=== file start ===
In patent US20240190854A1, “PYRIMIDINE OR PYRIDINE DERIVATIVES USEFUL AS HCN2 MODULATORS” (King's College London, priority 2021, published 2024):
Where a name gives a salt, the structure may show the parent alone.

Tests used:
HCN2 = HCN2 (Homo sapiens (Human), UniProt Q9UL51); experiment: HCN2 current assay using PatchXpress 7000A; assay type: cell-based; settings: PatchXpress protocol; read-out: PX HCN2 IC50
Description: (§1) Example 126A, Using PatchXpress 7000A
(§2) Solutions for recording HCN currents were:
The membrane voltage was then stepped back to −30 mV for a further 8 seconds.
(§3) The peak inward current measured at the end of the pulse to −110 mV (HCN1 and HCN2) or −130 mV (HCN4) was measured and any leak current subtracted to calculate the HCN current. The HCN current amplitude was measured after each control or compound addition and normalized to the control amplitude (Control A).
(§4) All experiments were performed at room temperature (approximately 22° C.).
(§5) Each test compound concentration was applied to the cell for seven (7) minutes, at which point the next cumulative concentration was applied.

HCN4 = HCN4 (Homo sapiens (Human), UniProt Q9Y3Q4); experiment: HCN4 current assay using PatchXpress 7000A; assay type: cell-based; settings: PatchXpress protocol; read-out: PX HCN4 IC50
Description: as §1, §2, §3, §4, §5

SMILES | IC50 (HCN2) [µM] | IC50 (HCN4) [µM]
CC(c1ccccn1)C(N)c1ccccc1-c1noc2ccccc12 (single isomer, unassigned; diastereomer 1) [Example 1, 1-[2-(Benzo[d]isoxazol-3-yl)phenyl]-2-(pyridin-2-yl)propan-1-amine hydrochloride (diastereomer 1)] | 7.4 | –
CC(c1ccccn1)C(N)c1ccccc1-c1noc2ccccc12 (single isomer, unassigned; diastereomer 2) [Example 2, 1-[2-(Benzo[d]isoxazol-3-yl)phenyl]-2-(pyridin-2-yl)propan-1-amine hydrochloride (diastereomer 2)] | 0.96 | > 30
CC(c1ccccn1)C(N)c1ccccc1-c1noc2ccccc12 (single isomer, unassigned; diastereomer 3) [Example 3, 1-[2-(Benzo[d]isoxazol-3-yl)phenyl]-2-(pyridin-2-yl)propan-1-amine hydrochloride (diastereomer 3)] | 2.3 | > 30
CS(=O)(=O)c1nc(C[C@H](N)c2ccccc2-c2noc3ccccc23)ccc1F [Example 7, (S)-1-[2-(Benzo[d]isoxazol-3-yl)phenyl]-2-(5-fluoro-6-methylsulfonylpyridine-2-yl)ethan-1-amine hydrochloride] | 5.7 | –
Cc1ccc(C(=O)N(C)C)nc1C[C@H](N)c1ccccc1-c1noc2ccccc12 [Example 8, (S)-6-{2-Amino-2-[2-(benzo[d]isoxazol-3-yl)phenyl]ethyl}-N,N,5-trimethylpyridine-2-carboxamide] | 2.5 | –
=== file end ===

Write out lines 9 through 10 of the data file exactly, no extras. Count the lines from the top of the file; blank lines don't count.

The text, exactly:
(§4) All experiments were performed at room temperature (approximately 22° C.).
(§5) Each test compound concentration was applied to the cell for seven (7) minutes, at which point the next cumulative concentration was applied.